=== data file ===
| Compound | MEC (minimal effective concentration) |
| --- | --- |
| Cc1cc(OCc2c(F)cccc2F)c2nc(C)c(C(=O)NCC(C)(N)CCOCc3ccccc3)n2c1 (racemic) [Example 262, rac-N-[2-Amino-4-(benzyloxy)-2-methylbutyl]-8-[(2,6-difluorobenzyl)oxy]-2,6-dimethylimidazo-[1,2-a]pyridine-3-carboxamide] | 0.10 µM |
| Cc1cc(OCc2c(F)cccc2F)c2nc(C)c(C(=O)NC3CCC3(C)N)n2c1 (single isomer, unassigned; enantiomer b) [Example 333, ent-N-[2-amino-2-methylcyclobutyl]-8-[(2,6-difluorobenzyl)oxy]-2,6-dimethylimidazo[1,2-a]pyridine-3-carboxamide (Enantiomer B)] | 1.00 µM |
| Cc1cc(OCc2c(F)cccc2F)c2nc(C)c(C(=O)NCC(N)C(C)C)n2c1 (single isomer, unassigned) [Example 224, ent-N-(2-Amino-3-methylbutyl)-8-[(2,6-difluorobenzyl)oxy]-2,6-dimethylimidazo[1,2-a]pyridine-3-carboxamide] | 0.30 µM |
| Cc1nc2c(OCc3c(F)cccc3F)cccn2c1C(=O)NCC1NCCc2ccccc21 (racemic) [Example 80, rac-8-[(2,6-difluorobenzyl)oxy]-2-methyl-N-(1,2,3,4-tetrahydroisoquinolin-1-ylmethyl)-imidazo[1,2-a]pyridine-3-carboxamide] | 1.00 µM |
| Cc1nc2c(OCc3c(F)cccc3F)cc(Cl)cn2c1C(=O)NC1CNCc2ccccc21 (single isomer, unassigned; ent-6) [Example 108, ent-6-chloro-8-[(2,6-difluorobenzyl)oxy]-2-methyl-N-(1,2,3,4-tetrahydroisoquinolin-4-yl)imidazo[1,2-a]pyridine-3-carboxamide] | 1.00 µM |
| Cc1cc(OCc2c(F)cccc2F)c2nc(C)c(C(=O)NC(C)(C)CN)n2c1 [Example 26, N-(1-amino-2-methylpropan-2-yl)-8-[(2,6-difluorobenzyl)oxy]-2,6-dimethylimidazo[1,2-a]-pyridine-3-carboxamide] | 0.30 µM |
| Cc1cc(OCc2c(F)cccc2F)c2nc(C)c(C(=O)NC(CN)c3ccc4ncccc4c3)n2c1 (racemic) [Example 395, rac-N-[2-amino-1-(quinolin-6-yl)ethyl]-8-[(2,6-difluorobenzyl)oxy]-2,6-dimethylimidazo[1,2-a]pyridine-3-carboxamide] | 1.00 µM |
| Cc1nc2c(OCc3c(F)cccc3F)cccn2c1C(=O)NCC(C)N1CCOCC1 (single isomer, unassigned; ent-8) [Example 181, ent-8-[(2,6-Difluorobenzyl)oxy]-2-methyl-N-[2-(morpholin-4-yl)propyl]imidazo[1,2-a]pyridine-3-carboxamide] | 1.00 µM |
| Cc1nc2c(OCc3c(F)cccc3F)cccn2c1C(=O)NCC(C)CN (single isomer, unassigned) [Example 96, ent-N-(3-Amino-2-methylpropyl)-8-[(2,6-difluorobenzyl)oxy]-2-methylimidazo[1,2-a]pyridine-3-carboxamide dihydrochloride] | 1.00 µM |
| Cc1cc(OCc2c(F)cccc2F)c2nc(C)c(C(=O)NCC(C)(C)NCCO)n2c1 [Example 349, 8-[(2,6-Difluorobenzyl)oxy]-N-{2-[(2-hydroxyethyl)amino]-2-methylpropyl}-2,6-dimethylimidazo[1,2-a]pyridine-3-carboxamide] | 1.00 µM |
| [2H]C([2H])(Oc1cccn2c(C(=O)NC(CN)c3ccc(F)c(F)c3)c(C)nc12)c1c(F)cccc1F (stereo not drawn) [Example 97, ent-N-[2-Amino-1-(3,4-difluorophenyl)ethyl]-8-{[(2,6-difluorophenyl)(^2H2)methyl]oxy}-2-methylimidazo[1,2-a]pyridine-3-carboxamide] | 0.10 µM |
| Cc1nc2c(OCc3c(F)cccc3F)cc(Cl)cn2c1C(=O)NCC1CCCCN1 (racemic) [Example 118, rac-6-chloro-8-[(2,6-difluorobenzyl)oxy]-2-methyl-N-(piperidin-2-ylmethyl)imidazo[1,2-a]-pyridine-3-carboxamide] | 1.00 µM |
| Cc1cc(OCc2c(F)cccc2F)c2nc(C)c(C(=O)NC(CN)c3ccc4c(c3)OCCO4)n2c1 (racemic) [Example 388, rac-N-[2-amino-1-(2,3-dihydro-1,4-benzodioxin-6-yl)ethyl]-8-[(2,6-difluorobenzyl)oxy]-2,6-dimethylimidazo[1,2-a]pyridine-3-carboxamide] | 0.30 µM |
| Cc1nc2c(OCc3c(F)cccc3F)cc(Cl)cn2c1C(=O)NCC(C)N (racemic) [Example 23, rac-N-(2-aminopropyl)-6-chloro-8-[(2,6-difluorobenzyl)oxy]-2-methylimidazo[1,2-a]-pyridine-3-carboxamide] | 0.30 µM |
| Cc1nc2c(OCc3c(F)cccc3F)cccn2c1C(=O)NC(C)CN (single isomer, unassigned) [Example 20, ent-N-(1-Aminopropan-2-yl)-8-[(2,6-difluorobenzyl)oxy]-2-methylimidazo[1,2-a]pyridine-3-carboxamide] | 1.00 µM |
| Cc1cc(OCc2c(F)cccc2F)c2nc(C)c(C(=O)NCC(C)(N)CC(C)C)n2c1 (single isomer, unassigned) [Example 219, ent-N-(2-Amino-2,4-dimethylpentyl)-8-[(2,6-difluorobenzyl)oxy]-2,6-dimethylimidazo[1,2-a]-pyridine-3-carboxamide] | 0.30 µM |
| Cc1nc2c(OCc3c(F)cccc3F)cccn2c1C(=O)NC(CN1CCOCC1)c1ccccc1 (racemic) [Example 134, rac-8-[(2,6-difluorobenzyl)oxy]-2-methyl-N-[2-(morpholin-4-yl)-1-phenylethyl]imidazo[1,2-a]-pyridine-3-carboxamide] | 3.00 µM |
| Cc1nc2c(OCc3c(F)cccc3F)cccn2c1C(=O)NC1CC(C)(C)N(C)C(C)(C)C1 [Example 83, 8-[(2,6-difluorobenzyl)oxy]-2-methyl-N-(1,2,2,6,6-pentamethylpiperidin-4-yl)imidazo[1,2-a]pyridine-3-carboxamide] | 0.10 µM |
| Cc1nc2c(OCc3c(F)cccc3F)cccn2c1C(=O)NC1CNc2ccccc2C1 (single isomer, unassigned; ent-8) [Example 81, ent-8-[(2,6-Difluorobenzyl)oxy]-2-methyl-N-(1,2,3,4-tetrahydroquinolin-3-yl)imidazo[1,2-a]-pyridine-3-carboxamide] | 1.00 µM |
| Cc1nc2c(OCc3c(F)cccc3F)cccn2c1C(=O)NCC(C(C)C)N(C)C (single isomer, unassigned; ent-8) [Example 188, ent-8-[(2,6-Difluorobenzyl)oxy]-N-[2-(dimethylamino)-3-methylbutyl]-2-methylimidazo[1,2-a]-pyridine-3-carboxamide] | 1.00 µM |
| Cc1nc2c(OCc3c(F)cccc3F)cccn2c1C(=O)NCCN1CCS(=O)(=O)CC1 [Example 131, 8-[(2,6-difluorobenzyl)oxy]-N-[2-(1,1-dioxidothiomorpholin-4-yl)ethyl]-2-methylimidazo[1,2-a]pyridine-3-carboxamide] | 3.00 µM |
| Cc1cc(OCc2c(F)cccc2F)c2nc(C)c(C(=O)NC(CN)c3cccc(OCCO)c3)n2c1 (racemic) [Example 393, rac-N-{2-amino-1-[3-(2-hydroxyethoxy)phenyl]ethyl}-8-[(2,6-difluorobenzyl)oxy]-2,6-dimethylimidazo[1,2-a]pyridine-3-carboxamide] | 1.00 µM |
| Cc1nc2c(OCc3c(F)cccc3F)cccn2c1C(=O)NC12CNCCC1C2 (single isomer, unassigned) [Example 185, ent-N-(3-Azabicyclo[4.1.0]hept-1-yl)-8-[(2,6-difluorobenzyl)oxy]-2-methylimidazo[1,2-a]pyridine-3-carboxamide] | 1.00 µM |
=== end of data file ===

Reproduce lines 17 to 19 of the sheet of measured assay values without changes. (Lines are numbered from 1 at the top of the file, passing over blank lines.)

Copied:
| Cc1nc2c(OCc3c(F)cccc3F)cccn2c1C(=O)NC(C)CN (single isomer, unassigned) [Example 20, ent-N-(1-Aminopropan-2-yl)-8-[(2,6-difluorobenzyl)oxy]-2-methylimidazo[1,2-a]pyridine-3-carboxamide] | 1.00 µM |
| Cc1cc(OCc2c(F)cccc2F)c2nc(C)c(C(=O)NCC(C)(N)CC(C)C)n2c1 (single isomer, unassigned) [Example 219, ent-N-(2-Amino-2,4-dimethylpentyl)-8-[(2,6-difluorobenzyl)oxy]-2,6-dimethylimidazo[1,2-a]-pyridine-3-carboxamide] | 0.30 µM |
| Cc1nc2c(OCc3c(F)cccc3F)cccn2c1C(=O)NC(CN1CCOCC1)c1ccccc1 (racemic) [Example 134, rac-8-[(2,6-difluorobenzyl)oxy]-2-methyl-N-[2-(morpholin-4-yl)-1-phenylethyl]imidazo[1,2-a]-pyridine-3-carboxamide] | 3.00 µM |